If ever there was a sacrifice, it was epitomized in the sacrifice of Jesus Christ—the sinless God of Heaven, who came down to this earth as a human being, and suffered humiliation, torture, and death at the hands of those whom He came to save.
As His blood flowed from the cross at Calvary, not just humans but every creature in the universe saw the terrible results of sin. We saw the depths of evil—that creatures would heap this kind of torture on our creator. We saw the even greater depths of God’s love—that He would give Himself up for us. And through faith in Him, the path was opened for forgiveness of our own sin—so that God could be just and still justify the sinner.
And the sacrifice goes even further—I believe that witnessing the sacrifice of Christ, even in the symbol of the innocent lamb, begins the process of healing our own hearts from the selfishness of sin. It teaches us to live, not for ourselves, but to give ourselves up for others, as Christ gave Himself up for us.
Ephesians 5:1-2 Therefore be imitators of God as dear children. 2 And walk in love, as Christ also has loved us and given Himself for us, an offering and a sacrifice to God for a sweet-smelling aroma.
Going back to our story of Cain and Abel—I believe that in these two sacrifices, we see two groups of people who still live in our world today. Many people, like Cain, come to God with all kinds of offerings of good things we have done. We see God’s law, and try our best to be good. In fact, human beings can do many good things—but outside of Christ, all our “good” is just like the offering of Cain. Fruit of the ground—things that we do.
But another group, like Abel, come to God with a different kind of offering. Not an offering of good things, but an acceptance of that which only God could give. Abel could not create that lamb—he could not breath life into it’s being. It was God’s lamb, and in faith and obedience Abel offered that lamb to God, recognizing that nothing he could do could amount to what God had promised through the coming Christ.
Like the fig leaves of Adam and Eve, the fruits of Cain offering could do nothing to hide the nakedness of his sin. But as that first sacrifice provided coats of covering for Adam and Eve, so the blood of Abel’s sacrifice—looking forward to the merits of Christ—covered his sin, and his sacrifice was accepted before God.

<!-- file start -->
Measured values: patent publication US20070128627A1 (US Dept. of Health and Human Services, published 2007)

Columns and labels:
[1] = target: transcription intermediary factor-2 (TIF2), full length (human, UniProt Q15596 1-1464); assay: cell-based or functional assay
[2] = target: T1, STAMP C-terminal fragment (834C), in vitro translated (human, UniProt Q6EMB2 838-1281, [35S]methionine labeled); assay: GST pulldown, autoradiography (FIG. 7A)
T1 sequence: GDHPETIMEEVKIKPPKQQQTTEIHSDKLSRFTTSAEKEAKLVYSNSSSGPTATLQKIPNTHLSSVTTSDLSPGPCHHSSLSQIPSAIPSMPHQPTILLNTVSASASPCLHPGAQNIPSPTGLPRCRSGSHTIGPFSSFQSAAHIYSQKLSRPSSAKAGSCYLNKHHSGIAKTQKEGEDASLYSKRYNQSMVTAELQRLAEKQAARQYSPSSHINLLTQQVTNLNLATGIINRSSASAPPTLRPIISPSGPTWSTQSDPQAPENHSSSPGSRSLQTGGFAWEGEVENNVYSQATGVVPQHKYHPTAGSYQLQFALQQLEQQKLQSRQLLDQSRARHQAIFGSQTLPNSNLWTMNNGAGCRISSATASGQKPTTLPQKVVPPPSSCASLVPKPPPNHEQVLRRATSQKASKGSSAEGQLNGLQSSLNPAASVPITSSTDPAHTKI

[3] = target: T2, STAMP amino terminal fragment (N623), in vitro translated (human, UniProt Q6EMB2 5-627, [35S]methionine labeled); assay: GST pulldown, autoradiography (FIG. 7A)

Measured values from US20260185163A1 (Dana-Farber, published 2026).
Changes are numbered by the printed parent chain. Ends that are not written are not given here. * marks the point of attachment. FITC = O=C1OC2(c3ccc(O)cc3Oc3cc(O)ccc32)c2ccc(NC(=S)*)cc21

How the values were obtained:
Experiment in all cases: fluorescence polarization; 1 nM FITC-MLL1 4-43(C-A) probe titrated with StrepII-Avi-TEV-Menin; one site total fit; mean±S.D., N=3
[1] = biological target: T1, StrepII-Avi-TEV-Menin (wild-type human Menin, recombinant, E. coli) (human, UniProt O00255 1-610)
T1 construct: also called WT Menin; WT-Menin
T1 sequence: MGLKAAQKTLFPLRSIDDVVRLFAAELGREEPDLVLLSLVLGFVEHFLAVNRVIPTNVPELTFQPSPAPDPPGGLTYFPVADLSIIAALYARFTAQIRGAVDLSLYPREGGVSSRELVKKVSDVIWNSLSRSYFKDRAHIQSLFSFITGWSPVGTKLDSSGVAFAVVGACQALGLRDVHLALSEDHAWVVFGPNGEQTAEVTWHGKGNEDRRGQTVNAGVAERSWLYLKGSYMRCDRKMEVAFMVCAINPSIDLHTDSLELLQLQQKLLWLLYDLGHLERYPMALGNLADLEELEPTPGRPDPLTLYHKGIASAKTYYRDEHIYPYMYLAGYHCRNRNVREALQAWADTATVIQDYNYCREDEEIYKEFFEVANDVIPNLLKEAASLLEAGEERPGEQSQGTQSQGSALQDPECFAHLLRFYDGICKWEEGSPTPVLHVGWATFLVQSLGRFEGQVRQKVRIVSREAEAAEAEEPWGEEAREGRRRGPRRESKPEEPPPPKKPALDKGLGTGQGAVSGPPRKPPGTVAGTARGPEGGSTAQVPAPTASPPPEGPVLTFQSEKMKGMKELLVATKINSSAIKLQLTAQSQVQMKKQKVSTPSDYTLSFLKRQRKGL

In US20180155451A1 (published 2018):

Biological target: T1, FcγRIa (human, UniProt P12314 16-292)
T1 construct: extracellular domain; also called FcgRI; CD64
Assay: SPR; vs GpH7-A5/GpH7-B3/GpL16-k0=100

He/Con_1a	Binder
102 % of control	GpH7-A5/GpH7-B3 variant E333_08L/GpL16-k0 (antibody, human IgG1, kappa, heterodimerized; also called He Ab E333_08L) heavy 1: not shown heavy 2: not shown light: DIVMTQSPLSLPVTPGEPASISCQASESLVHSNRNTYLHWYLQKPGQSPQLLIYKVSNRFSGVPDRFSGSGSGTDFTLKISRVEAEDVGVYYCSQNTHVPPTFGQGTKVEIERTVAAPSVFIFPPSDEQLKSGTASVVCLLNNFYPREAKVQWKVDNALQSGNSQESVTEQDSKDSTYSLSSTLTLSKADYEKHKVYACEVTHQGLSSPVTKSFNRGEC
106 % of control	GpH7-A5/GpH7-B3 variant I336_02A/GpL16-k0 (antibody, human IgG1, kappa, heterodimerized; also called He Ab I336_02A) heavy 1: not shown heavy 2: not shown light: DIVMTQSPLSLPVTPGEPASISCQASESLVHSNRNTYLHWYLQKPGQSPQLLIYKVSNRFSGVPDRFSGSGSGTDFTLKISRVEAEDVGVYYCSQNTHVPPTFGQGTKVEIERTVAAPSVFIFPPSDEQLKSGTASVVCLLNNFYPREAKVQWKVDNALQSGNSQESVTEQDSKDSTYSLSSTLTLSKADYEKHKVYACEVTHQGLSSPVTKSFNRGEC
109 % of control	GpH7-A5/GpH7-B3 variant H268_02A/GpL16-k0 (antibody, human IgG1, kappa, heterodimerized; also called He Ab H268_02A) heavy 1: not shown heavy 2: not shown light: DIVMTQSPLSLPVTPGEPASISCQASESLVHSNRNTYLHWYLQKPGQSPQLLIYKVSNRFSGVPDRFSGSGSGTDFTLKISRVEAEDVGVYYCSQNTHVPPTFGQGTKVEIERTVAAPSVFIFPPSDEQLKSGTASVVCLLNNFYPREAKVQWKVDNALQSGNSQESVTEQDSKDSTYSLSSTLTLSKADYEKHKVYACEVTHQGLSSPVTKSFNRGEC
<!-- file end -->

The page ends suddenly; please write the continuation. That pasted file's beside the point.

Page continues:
What about us, friends? One day soon, each and every one will have to stand before God, and answer in the day of judgment. Today, like Cain and Abel, we have before us two alters. On one, we can offer to God the good things we can do. The fruits of our ground. Our own works and merit. Many are choosing this path, because it’s an easy path. It doesn’t truly require us to sacrifice ourselves. But will this be acceptable to God?
On the other, we come with nothing to offer but ourselves—and to plead the merit’s of the spilled blood of Christ. It requires nothing—there is no price to pay, no fruit to give. And yet it costs everything, because as we realize what Christ has done for us, how can we do anything other than to give ourselves completely and wholly to Him?
The psalmist writes in Psalm 51:16-17 :
For You do not desire sacrifice, or else I would give it;
You do not delight in burnt offering.
17 The sacrifices of God are a broken spirit,
A broken and a contrite heart–
These, O God, You will not despise.
As we come to God in repentance and contrition of heart, claiming Christ’s merits, He transforms the selfishness of our natural hearts.
I see so many Christian today who seem to be living by the spirit of selfishness. We can’t be inconvenienced by the slightest thing, in order to benefit our brother, sister, or neighbor. We live by the principle of Cain. Like king Saul, we seek to benefit from the things of this life, and when God calls us to account, we use the excuse, “Oh—I just wanted to save all these things so that I could give them as offerings.”
But God says in 1 Samuel 15:22:
“Has the LORD as great delight in burnt offerings and sacrifices,
As in obeying the voice of the LORD?
Behold, to obey is better than sacrifice,
And to heed than the fat of rams.”
But when we are truly repentant, as David was—when we come to God in full surrender, claiming only the pardoning blood of Christ—we become, as it were, a living sacrifice—a new creature, made again into the image of God. This, friends, is the meaning of Abel’s sacrifice. Because in the end, the blood of the Lamb will empty us of all selfishness and sin, and bring us all the way back to the garden of God.
Romans 12:1-2 1 I beseech you therefore, brethren, by the mercies of God, that you present your bodies a living sacrifice, holy, acceptable to God, which is your reasonable service. 2 And do not be conformed to this world, but be transformed by the renewing of your mind, that you may prove what is that good and acceptable and perfect will of God.